Mar 212003

To my surprise and delight, Michael Blowhard exhumes one of my favorite novels, Budd Schulberg’s What Makes Sammy Run?, describing its protagonist, one Samuel Glick, née Shmelka Glickstein, as an “unprincipled, asslicking, domineering, will-do-anything-to-succeed Hollywood hustler.” All that and more: Sammy is a force of nature. The book opens with seventeen-year-old Sammy at the newspaper office running copy, and when Sammy runs copy, he runs copy:

The boss told me Sammy was getting a three-week tryout. But Sammy did more running around that office in those three weeks than Paavo Nurmi did in his whole career. Every time I handed him a page of copy, he ran off with it as if his life depended on it. I can still see Sammy racing between the desks, his tie flying, wild-eyed, desperate…

“Hey, kid, take it easy.”

This was like cautioning Niagara to fall more slowly.

“You said rush, Mr. Manheim.”

“I didn’t ask you to drop dead on us.”

“I don’t drop dead very easy, Mr. Manheim.”

“Like your job, Sammy?”

“It’s a damn good job — this year.”

“What do you mean — this year?”

“If I still have it next year, it’ll stink.”

He looked so tense and serious I almost laughed in his face. I liked him. Maybe he was a little too fresh, but he was quite a boy.

“I’ll keep my ear to the ground for you, kid. Maybe in a couple of years I’ll have a chance to slip you in as a cub reporter.”

That was the first time he ever scared me. Here I was going out of my way to be nice to him and he answered me with a look that was almost contemptuous.

“Thanks, Mr. Manheim,” he said, “but don’t do me any favors. I know this newspaper racket. Couple of years as a cub reporter? Twenty bucks. Then another stretch as district man. Thirty-five. And finally you’re a great big reporter and get forty-five for the rest of your life. No, thanks.”

Football scouts have a term, “high motor,” for people like Sammy. (Other characters compare him to an engine, a motor, and a dynamo.) He runs from first page to last. And with every despicable act, as Sammy bullies, plagiarizes, lies, and cheats his way to Hollywood success, you watch, like the narrator, Al Manheim, with horror and fascination, and finally a sneaking admiration, the way you might admire a tornado, provided you’re not caught in it. First shock, then awe.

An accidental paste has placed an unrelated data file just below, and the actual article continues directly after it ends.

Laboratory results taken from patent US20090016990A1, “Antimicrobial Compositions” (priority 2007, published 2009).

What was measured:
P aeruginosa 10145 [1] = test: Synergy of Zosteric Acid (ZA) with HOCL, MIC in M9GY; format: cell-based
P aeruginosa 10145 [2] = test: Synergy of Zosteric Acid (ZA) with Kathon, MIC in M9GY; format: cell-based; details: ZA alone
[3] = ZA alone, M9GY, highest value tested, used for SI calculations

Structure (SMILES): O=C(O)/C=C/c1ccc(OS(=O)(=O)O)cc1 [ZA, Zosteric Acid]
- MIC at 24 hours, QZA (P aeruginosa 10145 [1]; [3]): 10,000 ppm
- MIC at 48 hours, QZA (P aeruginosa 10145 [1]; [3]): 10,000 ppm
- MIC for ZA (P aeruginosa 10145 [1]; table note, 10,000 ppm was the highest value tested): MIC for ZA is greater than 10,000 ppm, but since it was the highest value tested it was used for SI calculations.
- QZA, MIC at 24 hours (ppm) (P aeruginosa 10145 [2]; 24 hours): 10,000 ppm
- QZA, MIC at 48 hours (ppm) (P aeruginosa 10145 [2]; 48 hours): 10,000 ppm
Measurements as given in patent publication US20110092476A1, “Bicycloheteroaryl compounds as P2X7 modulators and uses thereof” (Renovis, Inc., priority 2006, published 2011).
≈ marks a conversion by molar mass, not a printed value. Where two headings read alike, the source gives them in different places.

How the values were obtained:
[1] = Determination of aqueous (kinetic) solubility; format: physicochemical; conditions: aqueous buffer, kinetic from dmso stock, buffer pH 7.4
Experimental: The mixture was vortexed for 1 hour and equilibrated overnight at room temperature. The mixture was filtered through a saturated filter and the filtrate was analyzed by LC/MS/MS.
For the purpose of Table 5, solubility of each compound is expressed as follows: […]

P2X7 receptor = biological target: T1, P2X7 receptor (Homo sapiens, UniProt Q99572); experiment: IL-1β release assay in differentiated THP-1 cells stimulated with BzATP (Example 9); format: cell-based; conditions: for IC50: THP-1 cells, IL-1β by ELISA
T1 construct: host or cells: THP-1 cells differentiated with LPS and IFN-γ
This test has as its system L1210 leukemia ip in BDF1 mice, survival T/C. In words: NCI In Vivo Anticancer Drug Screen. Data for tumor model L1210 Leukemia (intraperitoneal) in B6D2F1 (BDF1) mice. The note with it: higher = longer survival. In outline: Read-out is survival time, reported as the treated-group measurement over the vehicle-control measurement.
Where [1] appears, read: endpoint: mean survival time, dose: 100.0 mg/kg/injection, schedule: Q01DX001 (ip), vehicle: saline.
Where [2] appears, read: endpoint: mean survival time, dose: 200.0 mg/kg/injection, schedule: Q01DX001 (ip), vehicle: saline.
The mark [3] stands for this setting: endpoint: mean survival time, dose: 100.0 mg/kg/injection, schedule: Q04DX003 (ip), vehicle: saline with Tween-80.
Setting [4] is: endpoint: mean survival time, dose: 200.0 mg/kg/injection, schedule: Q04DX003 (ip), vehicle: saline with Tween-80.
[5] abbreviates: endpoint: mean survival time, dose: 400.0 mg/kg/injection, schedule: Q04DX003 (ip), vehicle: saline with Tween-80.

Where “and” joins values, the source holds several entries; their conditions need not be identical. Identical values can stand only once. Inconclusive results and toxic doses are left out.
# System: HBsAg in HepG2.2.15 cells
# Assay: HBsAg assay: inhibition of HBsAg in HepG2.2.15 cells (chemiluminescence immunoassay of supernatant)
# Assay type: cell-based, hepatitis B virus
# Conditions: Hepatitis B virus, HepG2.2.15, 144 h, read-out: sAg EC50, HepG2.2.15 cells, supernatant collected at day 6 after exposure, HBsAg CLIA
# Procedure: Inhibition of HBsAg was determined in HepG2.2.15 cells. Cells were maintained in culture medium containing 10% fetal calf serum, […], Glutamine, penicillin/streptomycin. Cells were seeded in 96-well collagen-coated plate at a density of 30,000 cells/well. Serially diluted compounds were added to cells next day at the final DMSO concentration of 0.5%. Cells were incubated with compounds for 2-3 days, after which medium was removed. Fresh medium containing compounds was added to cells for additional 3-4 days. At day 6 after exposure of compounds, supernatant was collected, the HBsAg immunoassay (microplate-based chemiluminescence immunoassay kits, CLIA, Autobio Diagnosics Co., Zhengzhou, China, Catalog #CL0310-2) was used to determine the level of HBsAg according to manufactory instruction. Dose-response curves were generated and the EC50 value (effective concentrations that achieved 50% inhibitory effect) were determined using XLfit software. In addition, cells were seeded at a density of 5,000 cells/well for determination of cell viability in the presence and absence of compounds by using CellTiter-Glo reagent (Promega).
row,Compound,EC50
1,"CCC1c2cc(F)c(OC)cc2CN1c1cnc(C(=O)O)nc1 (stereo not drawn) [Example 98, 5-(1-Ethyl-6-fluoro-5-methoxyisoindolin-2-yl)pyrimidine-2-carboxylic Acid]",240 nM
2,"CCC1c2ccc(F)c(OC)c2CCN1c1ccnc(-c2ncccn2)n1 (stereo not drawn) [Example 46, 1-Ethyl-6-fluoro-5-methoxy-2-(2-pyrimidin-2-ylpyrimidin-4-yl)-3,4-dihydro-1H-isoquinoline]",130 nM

The novel dates in some ways. Its very title — “a slum childhood” turns out to be the answer to its question — smacks of a sociological determinism that was fashionable in 1941 but now just seems tired. There are plugs for the communists in the Spanish Civil War and Upton Sinclair’s campaign for Governor of California. But the Hollywood dope could have been written yesterday. Schulberg, whose father was a big-shot Hollywood producer, was 27 when Sammy was published. He was a publicist for Paramount when he was 17, a screenwriter at 19, and he knows. Here is Sammy, mid-career, making stone soup in the commissary:

Sammy would walk up to a director and say, “Spencer Tracy and Marlene Dietrich in Titanic. Do I have to say any more?”

Then he would just walk away from the guy, significantly, and leave it in his lap. The director has been desperate for a socko story all year. Tracy and Dietrich in Titanic. Jesus, it sounds like something. Natural suspense. And two great characters. Maybe Spence is a good two-fisted minister who tries to straighten Marlene out. Marlene is a tramp, of course. He’s real. She’s anything for a laugh. Then, even though the boat is going down you bring the audience up with a hell of a lift because Marlene suddenly sees the light.

Meanwhile Sammy bumps into a supervisor. “I was just telling Chick Tyler my new story,” he says. “He went off his nut about it. Spencer Tracy and Marlene Dietrich in Titanic. Do I have to say any more?”

And he drops the hot potato in the supervisor’s lap and runs again. The supervisor knows Sammy hasn’t missed yet. And he’s been trying to get a cast like that ever since he’s been made a supervisor. So he drops by Tyler’s table.

“Sammy Glick tells me you’re hot for his Titanic story,” he says.